This immunosuppressant may also cause miscarriages or birth defects if used during pregnancy. Women being treated with this drug who want to become pregnant are usually advised to stop taking mycophenolate mofetil at least 6 weeks before conception.

    Biologics (Anti-TNF drugs)
  • Infliximab (Remicade)
    The evidence about the safety of infliximab in pregnancy is still fairly limited. Some of the research has suggested that it may be low risk. Several studies have found that the birth outcomes for women with IBD who have taken infliximab while pregnant have been very similar to those for women not on infliximab. Research is still continuing, especially into the long term effects of infliximab on the baby. It has been found that although infliximab does not cross the placenta to the baby in the early stages of pregnancy, it can cross the placenta in the third trimester. Because of the lack of clear evidence, the manufacturers of infliximab do not recommend that it is used during pregnancy. However, some doctors consider that if the infliximab treatment is keeping active disease in check it may be better to continue with it, at least until the end of the second trimester (months 4-6). Recent guidelines have suggested that doctors should discuss the risks and benefits with each woman on an individual basis, and you may find it helpful to talk through your own options with your specialist IBD team.
  • Adalimumab
    This works in a similar way to infliximab and is also thought to cross the placenta in the third trimester.  Research is ongoing into its effects on women with IBD. There have been a number of successful pregnancies in women with Crohn’s who were exposed to adalimumab before conception or during their pregnancy. Evidence is still limited however, especially about its long term effects on the baby.  Again the manufacturers do not recommend using adalimumab while pregnant. But, as for infliximab, some doctors consider that the benefits of adalimumab treatment can outweigh the risks, and may advise continuing with it, until the end of the second trimester.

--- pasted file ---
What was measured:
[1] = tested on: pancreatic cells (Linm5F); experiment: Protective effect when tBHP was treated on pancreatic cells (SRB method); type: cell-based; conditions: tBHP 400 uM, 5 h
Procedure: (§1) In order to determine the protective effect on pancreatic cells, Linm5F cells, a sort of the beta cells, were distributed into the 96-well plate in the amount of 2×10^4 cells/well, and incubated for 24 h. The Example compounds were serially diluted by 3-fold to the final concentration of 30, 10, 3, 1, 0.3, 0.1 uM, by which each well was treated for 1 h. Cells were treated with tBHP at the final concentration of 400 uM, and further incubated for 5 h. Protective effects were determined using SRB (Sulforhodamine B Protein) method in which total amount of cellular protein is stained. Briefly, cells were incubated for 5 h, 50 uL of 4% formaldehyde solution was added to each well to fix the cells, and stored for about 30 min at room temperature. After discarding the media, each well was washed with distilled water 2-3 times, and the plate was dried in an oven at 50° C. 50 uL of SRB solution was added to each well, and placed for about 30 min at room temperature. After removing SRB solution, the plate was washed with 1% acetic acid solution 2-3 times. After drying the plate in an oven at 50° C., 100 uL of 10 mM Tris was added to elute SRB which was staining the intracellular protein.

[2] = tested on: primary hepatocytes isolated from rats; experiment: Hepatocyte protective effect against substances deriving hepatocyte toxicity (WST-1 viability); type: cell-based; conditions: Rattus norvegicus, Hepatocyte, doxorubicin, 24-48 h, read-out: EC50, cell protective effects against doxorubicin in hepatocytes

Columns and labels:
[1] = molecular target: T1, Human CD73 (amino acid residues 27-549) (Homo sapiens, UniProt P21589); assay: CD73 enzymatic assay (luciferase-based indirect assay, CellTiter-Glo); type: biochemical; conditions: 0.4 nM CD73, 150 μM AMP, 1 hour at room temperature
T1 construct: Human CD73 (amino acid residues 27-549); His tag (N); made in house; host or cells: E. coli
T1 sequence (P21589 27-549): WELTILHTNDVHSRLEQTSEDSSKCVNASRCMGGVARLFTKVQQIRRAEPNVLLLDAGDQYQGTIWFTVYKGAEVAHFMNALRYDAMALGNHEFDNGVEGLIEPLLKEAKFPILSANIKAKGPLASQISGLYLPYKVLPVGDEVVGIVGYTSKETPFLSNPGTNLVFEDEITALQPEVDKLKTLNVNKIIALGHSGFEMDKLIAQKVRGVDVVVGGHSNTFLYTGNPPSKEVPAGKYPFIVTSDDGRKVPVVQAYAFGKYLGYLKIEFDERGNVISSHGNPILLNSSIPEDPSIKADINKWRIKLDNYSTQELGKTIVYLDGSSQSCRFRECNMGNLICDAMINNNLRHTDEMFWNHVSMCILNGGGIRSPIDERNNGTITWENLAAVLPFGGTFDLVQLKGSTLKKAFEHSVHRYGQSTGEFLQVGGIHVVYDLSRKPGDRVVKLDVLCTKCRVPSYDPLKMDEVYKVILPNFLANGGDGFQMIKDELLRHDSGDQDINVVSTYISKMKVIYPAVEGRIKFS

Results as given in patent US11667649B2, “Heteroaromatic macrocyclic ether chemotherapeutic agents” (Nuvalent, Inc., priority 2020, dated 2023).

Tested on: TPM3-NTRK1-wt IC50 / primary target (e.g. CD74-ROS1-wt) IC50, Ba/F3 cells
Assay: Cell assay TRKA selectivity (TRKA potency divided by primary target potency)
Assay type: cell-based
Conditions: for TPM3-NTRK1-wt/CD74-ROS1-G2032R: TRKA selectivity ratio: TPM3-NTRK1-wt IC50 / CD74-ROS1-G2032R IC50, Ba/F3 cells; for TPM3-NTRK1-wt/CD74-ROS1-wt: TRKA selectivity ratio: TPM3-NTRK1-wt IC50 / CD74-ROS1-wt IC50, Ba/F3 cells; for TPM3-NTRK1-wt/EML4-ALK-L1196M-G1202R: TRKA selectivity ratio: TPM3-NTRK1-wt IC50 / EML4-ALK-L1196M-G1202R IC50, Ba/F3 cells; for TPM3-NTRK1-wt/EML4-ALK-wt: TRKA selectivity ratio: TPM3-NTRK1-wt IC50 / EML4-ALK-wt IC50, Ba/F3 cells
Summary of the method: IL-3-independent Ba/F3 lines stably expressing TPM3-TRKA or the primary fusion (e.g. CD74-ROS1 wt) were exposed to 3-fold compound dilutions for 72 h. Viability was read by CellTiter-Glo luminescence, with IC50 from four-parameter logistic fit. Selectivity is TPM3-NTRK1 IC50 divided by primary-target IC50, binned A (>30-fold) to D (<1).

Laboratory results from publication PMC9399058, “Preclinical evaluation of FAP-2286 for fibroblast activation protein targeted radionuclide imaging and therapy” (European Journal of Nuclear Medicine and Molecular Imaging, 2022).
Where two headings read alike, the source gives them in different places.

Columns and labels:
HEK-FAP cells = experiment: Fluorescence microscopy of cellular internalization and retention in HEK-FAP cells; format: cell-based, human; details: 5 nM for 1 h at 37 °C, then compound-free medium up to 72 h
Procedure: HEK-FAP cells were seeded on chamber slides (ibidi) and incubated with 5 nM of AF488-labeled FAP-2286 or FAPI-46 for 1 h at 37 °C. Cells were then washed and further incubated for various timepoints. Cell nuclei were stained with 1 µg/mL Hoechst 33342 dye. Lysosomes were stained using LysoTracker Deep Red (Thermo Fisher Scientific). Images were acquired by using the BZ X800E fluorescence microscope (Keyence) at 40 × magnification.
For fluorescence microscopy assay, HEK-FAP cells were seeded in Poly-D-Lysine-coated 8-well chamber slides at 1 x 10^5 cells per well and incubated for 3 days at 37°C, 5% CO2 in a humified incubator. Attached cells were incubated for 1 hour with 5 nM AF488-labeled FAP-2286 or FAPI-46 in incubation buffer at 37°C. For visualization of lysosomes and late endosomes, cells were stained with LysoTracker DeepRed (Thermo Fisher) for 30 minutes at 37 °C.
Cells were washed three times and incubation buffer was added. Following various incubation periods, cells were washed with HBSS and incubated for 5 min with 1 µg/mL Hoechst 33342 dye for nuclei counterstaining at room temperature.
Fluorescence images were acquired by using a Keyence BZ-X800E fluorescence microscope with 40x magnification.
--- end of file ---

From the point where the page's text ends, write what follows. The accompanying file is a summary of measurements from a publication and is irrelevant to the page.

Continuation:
• Vedolizumab
    Not currently recommended, unless you and your IBD team have decided that the benefits of taking it strongly outweigh any risks to you and your baby. Use effective contraception while you’re having treatment, and keep using it for at least 5 months after your treatment has finished.


  • Metronidazole
  • Ciprofloxacin
    These antibiotics are sometimes used to treat infections linked to Crohn’s Disease. Metronidazole has been considered safe in pregnancy after the first trimester (months 1-3), but recent research suggests that it may be linked to pre-term delivery, so should be used with caution. There is no evidence that ciprofloxacin is harmful while pregnant.


  • Cholestyramine (Questran)

This is a bile salt drug often used to treat diarrhoea associated with surgery for Crohn’s. It is safe to take during pregnancy.

  • Diphenoxylate (Lomotil)
  • Loperamide (Imodium, Arret)

Loperamide is probably safe, but lomotil is not usually recommended for use in pregnancy, as it is unclear whether it crosses the placenta to the baby.


  • Hyoscine butylbromide (Buscopan)

This over-the-counter medicine is best avoided during pregnancy.

© Crohn’s and Colitis UK 2015

About the author

This information has been provided with kind permission from Crohn’s and Colitis UK – a nationwide charity committed to providing information and support, funding crucial research and working to improve healthcare service for anyone affected by  Inflammatory Bowel Disease.

Information and Support Line: 0300 222 5700

Visit for more information and a full list of their information sheets, booklets and guides.

To support their vital work, donate to Crohn’s and Colitis UK here

The Crohn's and Colitis Charity


New Report


Skip to toolbar